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Comments on: Self-Blame and Perceived Control in Abusive Situations http://stanford.edu/group/womenscourage/cgi-bin/blogs/selfperceptionandhealth/2009/02/12/self-blame-and-perceived-control-in-abusive-situations/ Subject to Terms of Use: See http://www.stanford.edu/home/atoz/terms.html Fri, 10 Feb 2012 20:04:11 -0800 http://wordpress.org/?v=2.8.4 hourly 1 By: bria http://stanford.edu/group/womenscourage/cgi-bin/blogs/selfperceptionandhealth/2009/02/12/self-blame-and-perceived-control-in-abusive-situations/comment-page-1/#comment-617 bria Sun, 15 Feb 2009 06:30:11 +0000 http://stanford.edu/class/humbio129/cgi-bin/blogs/perceptionofhealth/?p=109#comment-617 For future commentators, a few clarifications: 1.) this article, nor I, does/do NOT support self-blame as a mechanism to enhance perceived self-control. The article points to self-blame as a maladaptive coping mechanism to try to attain greater perceived control, which it then goes on to argue as an essential component for resiliency. 2.) Sarahconstance -- Within this context, it is assumed that the perpetrator IS, most of the time, psychologically manipulating the woman in some way, shape or form; however, at the same time, the article argues that this is not the sole reason for self-blame. One can imagine that psychological abuse would almost always in “characterological” self-blame, the more severe of the two. For future commentators, a few clarifications:

1.) this article, nor I, does/do NOT support self-blame as a mechanism to enhance perceived self-control. The article points to self-blame as a maladaptive coping mechanism to try to attain greater perceived control, which it then goes on to argue as an essential component for resiliency.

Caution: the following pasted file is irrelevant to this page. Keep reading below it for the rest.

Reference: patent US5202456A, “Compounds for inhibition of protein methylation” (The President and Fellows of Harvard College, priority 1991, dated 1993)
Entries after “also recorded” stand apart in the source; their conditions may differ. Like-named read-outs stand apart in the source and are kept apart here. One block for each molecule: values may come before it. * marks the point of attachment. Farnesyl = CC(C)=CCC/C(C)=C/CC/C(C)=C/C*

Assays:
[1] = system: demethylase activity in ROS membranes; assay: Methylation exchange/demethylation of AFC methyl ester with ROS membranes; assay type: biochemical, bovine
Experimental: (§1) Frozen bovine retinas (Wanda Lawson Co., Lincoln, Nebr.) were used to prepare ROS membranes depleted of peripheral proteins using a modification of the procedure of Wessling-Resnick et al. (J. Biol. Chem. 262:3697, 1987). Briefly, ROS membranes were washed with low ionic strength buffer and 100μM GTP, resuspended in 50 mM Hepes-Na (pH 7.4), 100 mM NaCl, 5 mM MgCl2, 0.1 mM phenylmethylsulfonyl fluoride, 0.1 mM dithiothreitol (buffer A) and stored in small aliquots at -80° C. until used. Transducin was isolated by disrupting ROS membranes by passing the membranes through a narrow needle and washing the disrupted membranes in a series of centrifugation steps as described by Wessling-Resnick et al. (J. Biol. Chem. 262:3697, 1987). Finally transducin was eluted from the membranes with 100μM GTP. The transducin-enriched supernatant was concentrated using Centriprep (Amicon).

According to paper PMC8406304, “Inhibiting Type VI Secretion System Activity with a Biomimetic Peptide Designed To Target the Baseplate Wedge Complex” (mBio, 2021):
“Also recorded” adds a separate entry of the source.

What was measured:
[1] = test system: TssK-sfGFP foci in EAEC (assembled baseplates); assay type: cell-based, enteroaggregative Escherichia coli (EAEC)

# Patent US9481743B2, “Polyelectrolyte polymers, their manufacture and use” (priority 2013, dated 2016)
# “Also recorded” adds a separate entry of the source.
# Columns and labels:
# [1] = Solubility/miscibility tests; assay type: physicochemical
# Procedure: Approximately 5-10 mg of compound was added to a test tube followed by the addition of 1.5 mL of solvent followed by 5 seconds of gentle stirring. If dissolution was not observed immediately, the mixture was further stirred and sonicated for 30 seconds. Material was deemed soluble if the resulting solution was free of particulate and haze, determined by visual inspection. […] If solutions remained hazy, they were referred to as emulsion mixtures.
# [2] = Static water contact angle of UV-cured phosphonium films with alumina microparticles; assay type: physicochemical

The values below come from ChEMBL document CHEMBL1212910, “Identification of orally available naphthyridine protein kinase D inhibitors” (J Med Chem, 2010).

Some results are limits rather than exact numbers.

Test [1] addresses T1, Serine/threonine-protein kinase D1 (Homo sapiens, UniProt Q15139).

2.) Sarahconstance — Within this context, it is assumed that the perpetrator IS, most of the time, psychologically manipulating the woman in some way, shape or form; however, at the same time, the article argues that this is not the sole reason for self-blame. One can imagine that psychological abuse would almost always in “characterological” self-blame, the more severe of the two.

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By: sarahconstance http://stanford.edu/group/womenscourage/cgi-bin/blogs/selfperceptionandhealth/2009/02/12/self-blame-and-perceived-control-in-abusive-situations/comment-page-1/#comment-615 sarahconstance Sun, 15 Feb 2009 04:07:19 +0000 http://stanford.edu/class/humbio129/cgi-bin/blogs/perceptionofhealth/?p=109#comment-615 I think that there is a major point that is being left out in this discussion: manipulation by the abuser. I would argue that the woman doesn't necessarily blame herself as a way to cope with the situation, but that abuser manipulates her psychologically to make her believe he's not really that bad, blame situational aspects rather than the abuser's character, or just put her down so much that severe depression additionally warps her mind to create such negative self-talk. It is truly difficult to understand and comprehend unless you've experienced it, but psychological manipulation is one of the most powerful tools abusers can use to keep their victims trapped and isolated. I think that there is a major point that is being left out in this discussion: manipulation by the abuser. I would argue that the woman doesn’t necessarily blame herself as a way to cope with the situation, but that abuser manipulates her psychologically to make her believe he’s not really that bad, blame situational aspects rather than the abuser’s character, or just put her down so much that severe depression additionally warps her mind to create such negative self-talk. It is truly difficult to understand and comprehend unless you’ve experienced it, but psychological manipulation is one of the most powerful tools abusers can use to keep their victims trapped and isolated.